Sebastian: But you don't, you don't…
Petry: Interestingly, if I may add that, interestingly in Freiburg we have just found out and you could find every word in the Internet, especially people with a migration background voted for the AfD and I have met quite a few people who have migrated from an Islamic background, for example from Lebanon or from Turkey, let me just finish this sentence please, and who say: 'Yes we have come to Germany in order to live in a free and democratic society and what now happens with this sort of migration, the experience is capable to destroy that sort of Germany and we don't want to have to flee again.'
Sebastian: Is your culture so vulnerable and so delicate that it's going to be destroyed by people coming in who have a different religion or dress differently or worship in a different way? I mean you don't have a full manifesto yet, I understand that's going to be agreed at your party meeting in April. But we also know that you don't want minarets in Germany, you don’t want people to wear the face veil or the Burka. Why do you feel threatened by that?
Petry: I don't think it's a question of feeling threatened but we… I think in our country and also in Europe, it's us having to decide which sort of migration we want to accept in our countries.
Sebastian: But why this obsession with where is the boundary between what is ours and what is foreign to us? Countries are melting pots these days, aren't they?
Petry: Countries have always been melting pots, but being a melting pot…
Sebastian: Why do you have to say 'This is ours and that’s theirs'. Why do [you] cause divisions like this?
Petry: The division is already there, [if] we have to talk about children in school not being able to do their swimming lessons together. If now we have to talk about separate bathing times in public swimming pools, it's not us creating division, the division is already there because there are different cultural backgrounds. And being a melting pot is okay. And Germany has been a melting pot for a very long time, but it is question of time and numbers, isn't it? And if I want to move into a new country, if I'm an immigrant, then I think that it is fairly obvious that I have to assimilate to a certain degree into the new country, if I want to be a part of it. This has always been like that.
Sebastian: 'But the health of our own nation is in danger because millions of people from all sorts of countries are streaming toward us.' This was Björn Höcke, your party leader in Thuringa. Is that really the case? You are really so in danger? Really so fragile? So under threat?
Petry: You see, these are not the words I use. But I think if we think that being a liberal country, being a democratic country, means that we can live without borders, then we are going to be capable…
Sebastian: I wasn't talking about living about borders.
Petry: But deciding about who is migrating and who is not, who is going to be part of a new country is in the end a question of borders, whether you see them or whether you don’t. When I go to France I don't see the border, but I know it's there and accept it, be it in terms of speeding limits or be it in terms of laws and legislation.
Sebastian: We are not talking about speeding limits. We are talking about repressing one culture in order to strengthen the other, aren't we?
Petry: No we don't, unless you tell me that we repress anyone.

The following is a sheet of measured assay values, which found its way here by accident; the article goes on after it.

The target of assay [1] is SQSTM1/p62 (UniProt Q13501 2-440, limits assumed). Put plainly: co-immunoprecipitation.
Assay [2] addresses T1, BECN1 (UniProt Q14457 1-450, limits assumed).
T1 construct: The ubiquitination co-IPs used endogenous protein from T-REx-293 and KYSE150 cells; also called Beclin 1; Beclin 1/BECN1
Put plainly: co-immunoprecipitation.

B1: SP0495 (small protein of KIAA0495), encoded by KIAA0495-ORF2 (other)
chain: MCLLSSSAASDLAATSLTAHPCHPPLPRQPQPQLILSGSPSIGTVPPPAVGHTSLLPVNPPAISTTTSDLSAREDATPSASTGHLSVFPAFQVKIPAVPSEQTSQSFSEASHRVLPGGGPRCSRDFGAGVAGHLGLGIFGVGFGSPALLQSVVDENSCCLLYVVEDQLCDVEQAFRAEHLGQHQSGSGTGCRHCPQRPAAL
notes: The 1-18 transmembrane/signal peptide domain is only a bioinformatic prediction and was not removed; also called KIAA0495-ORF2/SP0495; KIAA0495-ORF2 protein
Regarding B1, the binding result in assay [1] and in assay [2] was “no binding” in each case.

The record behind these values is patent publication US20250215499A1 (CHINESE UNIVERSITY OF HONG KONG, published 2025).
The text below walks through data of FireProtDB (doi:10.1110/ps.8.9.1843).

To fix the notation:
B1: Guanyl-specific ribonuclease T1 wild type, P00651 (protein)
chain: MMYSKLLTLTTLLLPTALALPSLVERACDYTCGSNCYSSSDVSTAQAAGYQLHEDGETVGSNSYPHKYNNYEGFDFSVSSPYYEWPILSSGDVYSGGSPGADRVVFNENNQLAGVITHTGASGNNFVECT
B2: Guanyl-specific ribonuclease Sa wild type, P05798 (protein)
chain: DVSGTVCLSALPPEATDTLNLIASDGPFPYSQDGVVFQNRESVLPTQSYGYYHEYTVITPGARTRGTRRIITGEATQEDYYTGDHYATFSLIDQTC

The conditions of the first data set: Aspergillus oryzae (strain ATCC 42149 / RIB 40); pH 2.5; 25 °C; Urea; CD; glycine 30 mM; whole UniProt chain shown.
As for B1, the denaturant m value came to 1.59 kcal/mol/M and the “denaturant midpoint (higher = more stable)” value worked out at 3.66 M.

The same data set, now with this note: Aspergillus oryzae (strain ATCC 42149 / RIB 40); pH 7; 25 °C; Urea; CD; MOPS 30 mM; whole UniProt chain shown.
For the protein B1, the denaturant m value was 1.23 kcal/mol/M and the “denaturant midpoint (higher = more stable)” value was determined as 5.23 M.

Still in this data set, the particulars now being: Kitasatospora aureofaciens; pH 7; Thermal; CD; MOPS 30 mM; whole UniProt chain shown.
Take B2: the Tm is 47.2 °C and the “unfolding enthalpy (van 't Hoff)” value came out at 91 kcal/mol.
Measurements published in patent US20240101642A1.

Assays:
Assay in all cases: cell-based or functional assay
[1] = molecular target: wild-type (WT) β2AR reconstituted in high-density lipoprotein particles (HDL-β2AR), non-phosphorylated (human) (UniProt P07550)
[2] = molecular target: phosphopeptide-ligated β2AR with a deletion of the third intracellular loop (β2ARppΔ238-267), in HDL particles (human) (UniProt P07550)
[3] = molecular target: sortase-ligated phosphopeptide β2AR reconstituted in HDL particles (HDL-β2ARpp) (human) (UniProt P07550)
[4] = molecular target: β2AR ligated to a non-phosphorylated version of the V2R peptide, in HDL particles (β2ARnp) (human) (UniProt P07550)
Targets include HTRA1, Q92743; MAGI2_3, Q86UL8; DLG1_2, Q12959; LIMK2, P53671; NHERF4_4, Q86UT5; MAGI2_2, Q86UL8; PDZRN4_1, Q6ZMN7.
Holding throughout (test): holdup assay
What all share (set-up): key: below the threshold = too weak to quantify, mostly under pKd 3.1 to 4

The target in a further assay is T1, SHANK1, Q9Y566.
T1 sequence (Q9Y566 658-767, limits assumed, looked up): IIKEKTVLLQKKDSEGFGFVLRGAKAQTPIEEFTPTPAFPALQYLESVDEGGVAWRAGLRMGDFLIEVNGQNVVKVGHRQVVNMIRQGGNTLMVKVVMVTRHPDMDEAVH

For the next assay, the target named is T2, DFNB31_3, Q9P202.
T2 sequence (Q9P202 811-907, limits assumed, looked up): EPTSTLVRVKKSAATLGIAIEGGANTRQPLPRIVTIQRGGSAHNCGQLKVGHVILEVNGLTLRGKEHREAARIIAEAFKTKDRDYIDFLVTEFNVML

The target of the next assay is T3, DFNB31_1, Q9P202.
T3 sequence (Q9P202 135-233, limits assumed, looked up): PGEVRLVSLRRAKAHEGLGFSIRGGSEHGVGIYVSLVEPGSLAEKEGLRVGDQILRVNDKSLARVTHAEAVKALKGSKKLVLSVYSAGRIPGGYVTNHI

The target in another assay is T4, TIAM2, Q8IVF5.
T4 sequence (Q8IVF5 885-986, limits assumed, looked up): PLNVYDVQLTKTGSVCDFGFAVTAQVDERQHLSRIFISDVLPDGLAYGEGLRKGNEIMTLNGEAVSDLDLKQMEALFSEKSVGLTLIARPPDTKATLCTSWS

Sebastian: Well, you don't want minarets and you don't want people wearing Burkas.
Petry: Oh, that's interesting, that's interesting. If we have laws in Germany and want that these German laws are being stuck to, we repress someone? Is that what you are telling me?
Sebastian: Not being able to have a minaret, not being able to dress the way you want, isn't that repression? You think that's normal?
Petry: So you think that Burkas and veils should be worn in public everywhere in Germany?
Sebastian: Why shouldn't they? Tell me why! Why shouldn't they? Why shouldn't they?
Petry: Why should they? No, I think they don't have to!
Sebastian: Don't have to. But you ban them.
Petry: No, we think that in German public, at schools, we've had this discussion before in Germany that this sort of religious costume should not be worn.
Sebastian: You even say that male circumcision should be outlawed. This is one of [the] things in your draft, isn't it? It's one of your things in your draft. Why is a political party interested in the male penis? Why?
Petry: No, it's not. It's not going to be in the draft.
Sebastian: It's not?
Petry: It's not.
Sebastian: But it is in the draft. You are saying it's not gonna be in the final manifesto. Is that right?
Petry: Well, you see that's the problem with individual drafts being quoted in public, as you have just done, as being our draft. And you have may read over the past days that we stated quite clearly that this was not the official draft. So it may come as a surprise to you but this is not going to be in the draft.
Sebastian: Ok, what about the part of the draft that says that therapy resistant alcoholics and drug addicts [should] not be kept inside psychiatric hospitals but put under lock and key? Is that going to be in your final draft? The sick and the suffering are told 'Go to jail and pull yourself together'. Is that right?
Petry: Maybe you come to our party assembly and find out! You see that's the problem.
Sebastian: But these are your ideas, aren't they? This is what is circulating in your party. You want to make the sick into criminals!
Petry: Shall… shall… shall we talk about EU, shall we talk about the Euro? I mean you are picking out, again it’s just the same story in your every interview. You are taking out bits and pieces, not even confirmed ones and try to draw pictures from that.
Sebastian: You feel hard done by, do you, Frauke Petry?
Petry: Oh no, it's ok. I'm used to that, but I mean it's not gonna help to draw a usual and representative picture of my party in public. So if that is what your aim is, then fair enough, well done!
Sebastian: Well, you've given a very good account of what your party is. Thank you very much for being on Conflict Zone. Thank you, Frauke Petry.